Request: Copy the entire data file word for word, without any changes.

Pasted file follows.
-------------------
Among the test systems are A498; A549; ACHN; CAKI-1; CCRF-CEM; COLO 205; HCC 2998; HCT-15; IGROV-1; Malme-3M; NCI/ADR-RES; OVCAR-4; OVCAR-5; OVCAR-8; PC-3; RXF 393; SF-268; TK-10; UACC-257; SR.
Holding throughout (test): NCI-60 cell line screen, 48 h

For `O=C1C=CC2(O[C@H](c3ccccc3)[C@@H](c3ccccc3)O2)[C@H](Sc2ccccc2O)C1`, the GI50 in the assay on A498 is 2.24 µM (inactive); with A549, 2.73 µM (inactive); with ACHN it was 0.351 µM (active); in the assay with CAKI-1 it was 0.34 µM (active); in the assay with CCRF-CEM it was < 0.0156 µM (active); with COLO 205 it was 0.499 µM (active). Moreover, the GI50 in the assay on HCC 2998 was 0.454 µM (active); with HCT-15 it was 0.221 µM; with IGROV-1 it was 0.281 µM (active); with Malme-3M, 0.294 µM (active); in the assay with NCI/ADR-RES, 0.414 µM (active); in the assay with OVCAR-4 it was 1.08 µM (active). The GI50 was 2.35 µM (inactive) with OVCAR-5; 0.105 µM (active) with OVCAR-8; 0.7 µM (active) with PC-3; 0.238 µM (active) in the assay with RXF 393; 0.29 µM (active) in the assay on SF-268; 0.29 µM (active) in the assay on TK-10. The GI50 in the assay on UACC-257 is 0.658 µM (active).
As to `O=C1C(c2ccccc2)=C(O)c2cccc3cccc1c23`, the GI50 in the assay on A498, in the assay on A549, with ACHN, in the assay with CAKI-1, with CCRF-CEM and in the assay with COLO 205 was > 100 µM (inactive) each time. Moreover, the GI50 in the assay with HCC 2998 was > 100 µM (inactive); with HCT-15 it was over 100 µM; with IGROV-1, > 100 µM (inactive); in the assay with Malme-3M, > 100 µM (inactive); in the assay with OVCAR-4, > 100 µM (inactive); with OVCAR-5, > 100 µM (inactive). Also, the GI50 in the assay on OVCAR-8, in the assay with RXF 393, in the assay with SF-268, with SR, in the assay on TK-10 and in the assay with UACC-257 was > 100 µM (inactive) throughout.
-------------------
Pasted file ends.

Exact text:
Among the test systems are A498; A549; ACHN; CAKI-1; CCRF-CEM; COLO 205; HCC 2998; HCT-15; IGROV-1; Malme-3M; NCI/ADR-RES; OVCAR-4; OVCAR-5; OVCAR-8; PC-3; RXF 393; SF-268; TK-10; UACC-257; SR.
Holding throughout (test): NCI-60 cell line screen, 48 h

For `O=C1C=CC2(O[C@H](c3ccccc3)[C@@H](c3ccccc3)O2)[C@H](Sc2ccccc2O)C1`, the GI50 in the assay on A498 is 2.24 µM (inactive); with A549, 2.73 µM (inactive); with ACHN it was 0.351 µM (active); in the assay with CAKI-1 it was 0.34 µM (active); in the assay with CCRF-CEM it was < 0.0156 µM (active); with COLO 205 it was 0.499 µM (active). Moreover, the GI50 in the assay on HCC 2998 was 0.454 µM (active); with HCT-15 it was 0.221 µM; with IGROV-1 it was 0.281 µM (active); with Malme-3M, 0.294 µM (active); in the assay with NCI/ADR-RES, 0.414 µM (active); in the assay with OVCAR-4 it was 1.08 µM (active). The GI50 was 2.35 µM (inactive) with OVCAR-5; 0.105 µM (active) with OVCAR-8; 0.7 µM (active) with PC-3; 0.238 µM (active) in the assay with RXF 393; 0.29 µM (active) in the assay on SF-268; 0.29 µM (active) in the assay on TK-10. The GI50 in the assay on UACC-257 is 0.658 µM (active).
As to `O=C1C(c2ccccc2)=C(O)c2cccc3cccc1c23`, the GI50 in the assay on A498, in the assay on A549, with ACHN, in the assay with CAKI-1, with CCRF-CEM and in the assay with COLO 205 was > 100 µM (inactive) each time. Moreover, the GI50 in the assay with HCC 2998 was > 100 µM (inactive); with HCT-15 it was over 100 µM; with IGROV-1, > 100 µM (inactive); in the assay with Malme-3M, > 100 µM (inactive); in the assay with OVCAR-4, > 100 µM (inactive); with OVCAR-5, > 100 µM (inactive). Also, the GI50 in the assay on OVCAR-8, in the assay with RXF 393, in the assay with SF-268, with SR, in the assay on TK-10 and in the assay with UACC-257 was > 100 µM (inactive) throughout.